So maybe I’ll add one disclaimer: I you are a “fake intellectual” at heart but are sharing things that are actually interesting and bring more information to the world as a whole, while being respectful to those who disagree with you, then great. I don’t like “fakeness,” but I do think good things can come from a place of fakeness. For instance, being kind to someone you don’t like.

However, things that establish your intelligence primarily by labeling an entire group of people as “stupid” have got to go.

There were, however, two very unexpected responses that pleased me immensely.

First, several people admitted that the post hit really close to home for them. I don’t think you guys understand how rare this is. We have a tendency to construct a reality around ourselves, applaud the things that fit this reality, and squirm away silently from the things that don’t. I don’t think I have EVER written something that said, essentially, “you’re doing something wrong,” and had the response be, “oh, you’re right, I am.”

In fact, I don’t know if I have ever responded this way to something I read. The things that actually change my mind usually happen from a slow chipping away at existing ideas. Or, if I do suddenly realize that I’m wrong, I don’t usually have the guts to advertise it.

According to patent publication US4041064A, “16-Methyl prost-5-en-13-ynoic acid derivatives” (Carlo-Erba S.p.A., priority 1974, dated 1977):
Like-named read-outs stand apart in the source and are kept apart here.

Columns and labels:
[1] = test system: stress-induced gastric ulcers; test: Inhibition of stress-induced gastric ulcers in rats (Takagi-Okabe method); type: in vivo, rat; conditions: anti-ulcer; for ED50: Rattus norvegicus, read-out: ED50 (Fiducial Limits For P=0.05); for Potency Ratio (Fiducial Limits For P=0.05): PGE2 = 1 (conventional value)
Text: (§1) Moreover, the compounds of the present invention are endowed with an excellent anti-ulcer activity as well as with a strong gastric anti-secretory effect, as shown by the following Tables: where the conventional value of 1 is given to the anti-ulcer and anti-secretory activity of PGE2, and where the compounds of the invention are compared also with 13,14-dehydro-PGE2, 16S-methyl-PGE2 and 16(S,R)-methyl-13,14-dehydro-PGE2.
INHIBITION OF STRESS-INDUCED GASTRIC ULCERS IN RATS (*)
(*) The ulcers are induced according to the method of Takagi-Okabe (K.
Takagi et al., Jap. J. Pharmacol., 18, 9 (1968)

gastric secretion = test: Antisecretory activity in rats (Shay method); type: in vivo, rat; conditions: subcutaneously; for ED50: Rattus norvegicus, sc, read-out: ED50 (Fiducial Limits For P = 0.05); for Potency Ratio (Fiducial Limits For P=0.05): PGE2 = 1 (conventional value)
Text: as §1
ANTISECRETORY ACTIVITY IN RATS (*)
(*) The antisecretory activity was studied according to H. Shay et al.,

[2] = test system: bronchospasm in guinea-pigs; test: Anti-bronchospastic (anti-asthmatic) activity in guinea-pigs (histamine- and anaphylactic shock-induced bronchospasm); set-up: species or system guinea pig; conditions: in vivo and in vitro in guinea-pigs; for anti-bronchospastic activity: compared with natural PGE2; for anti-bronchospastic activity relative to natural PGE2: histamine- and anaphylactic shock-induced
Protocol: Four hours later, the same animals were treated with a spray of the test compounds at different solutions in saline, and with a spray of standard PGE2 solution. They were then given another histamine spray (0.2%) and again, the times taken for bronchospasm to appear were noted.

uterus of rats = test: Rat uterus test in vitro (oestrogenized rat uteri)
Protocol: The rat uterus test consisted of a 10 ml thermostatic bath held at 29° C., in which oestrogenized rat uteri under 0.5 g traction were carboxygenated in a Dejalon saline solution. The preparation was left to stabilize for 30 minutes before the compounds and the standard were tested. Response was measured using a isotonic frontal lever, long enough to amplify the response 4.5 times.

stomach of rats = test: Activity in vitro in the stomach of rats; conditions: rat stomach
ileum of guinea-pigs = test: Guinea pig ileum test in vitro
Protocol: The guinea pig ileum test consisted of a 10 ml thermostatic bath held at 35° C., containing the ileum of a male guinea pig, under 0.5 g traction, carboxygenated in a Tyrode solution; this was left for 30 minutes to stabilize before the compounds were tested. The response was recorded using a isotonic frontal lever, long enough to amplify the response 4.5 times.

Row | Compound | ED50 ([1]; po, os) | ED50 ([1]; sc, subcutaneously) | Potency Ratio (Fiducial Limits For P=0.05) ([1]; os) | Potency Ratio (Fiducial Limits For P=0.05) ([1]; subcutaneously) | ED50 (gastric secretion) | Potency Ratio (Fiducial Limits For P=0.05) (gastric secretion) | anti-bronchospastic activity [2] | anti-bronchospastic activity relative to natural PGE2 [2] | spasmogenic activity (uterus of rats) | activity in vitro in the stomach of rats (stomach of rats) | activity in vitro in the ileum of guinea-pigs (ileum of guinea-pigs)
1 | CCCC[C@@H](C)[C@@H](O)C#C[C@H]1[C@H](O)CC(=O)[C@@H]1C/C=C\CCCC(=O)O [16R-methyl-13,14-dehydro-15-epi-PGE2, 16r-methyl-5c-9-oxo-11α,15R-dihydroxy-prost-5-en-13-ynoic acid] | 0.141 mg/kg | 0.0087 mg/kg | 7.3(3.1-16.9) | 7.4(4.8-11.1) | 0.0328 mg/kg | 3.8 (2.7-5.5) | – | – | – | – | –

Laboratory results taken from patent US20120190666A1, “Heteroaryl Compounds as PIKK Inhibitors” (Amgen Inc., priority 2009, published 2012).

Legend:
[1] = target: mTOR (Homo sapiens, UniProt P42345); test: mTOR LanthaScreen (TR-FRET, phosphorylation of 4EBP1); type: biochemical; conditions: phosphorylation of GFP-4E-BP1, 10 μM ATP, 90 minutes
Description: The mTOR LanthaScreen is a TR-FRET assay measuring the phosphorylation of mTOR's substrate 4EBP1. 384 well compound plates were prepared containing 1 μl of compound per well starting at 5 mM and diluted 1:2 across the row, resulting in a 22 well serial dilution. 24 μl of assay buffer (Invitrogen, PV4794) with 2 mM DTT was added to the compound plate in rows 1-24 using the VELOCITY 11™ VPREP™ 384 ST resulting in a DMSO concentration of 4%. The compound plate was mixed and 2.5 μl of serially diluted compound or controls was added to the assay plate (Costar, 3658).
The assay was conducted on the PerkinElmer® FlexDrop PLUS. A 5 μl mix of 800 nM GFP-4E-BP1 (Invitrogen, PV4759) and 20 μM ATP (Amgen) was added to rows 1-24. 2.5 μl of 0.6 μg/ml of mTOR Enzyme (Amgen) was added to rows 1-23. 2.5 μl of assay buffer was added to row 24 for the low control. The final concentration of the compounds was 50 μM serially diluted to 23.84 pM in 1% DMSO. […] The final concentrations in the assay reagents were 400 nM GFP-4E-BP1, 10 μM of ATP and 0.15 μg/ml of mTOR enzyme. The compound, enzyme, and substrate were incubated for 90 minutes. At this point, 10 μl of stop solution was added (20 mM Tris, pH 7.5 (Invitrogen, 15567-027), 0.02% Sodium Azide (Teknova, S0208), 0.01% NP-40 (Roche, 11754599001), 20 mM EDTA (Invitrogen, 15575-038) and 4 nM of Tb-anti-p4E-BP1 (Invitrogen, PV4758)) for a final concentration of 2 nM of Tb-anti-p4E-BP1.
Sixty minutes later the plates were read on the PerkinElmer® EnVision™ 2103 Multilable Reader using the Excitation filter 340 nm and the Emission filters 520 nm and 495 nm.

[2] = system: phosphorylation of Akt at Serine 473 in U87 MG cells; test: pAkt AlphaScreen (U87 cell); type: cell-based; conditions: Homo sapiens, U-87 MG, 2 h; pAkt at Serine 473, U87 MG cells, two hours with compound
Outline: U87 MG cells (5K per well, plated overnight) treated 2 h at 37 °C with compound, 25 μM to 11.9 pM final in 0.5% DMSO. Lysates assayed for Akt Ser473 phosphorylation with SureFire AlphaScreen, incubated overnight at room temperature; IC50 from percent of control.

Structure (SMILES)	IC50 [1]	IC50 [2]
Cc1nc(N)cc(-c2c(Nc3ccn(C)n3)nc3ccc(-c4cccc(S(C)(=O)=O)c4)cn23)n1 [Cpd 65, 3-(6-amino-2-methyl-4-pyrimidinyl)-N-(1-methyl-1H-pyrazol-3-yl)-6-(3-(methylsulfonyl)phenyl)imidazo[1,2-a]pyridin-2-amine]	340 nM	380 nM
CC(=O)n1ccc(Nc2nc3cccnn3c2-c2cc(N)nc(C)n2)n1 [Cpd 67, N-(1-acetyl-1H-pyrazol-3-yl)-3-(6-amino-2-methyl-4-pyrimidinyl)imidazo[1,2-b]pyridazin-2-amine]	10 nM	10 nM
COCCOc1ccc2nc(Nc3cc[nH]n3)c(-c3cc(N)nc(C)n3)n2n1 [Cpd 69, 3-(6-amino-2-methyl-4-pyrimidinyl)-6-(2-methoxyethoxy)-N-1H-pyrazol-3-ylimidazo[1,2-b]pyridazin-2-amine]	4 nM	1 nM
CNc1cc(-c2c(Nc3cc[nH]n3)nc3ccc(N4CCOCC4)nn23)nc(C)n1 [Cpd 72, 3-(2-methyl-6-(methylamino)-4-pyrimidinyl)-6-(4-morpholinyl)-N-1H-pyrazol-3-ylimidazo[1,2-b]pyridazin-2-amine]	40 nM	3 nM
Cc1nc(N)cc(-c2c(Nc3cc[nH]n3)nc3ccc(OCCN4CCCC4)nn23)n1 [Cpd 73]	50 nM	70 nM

The other thing that surprised/pleased me was that I got a few private messages about the post.

I’ve often wondered about how the dynamics of blogging (especially blogging about controversy) would change if the only “commenting” option were to message the author directly. Now, I know what you’re thinking. “You should just try it! Disable comments! Tell people not to comment!”

Well, the thing is, many people depend on Facebook to see my posts, and if no one comments on Facebook not nearly as many of my friends will see that I’ve even posted. Yeah, stupid Facebook algorithms. Oh well. I really do like comments, so I don’t mind.

However, private messages are also very nice. So, if you have something to say about my post that you don’t necessarily want to make open to general discussion, feel free to message me on Facebook or send me an email. But also, comment. Either one works. (Or both.)

Topic #2: Contact Information

I added a “contact” tab for that exact reason. My email address has always lurked somewhere around the blog, but I decided to lodge it in an easy-to-find location.

Topic #3: About Me

I keep clicking on the blog links of people who comment on or like my posts, and then being disappointed to find that they have little-to-no “about me” information.

Well hello kettle, my name is pot, because I also have little-to-no “about me” information. You’d think that if I’m narcissistic enough to blog about myself I’d take pleasure in constructing a lengthy essay about who I am. But it still feels weird.

Any help from you on this matter would be appreciated. How do you decide how to describe yourself? When you read the “about me” page of bloggers, what info are you hoping to find?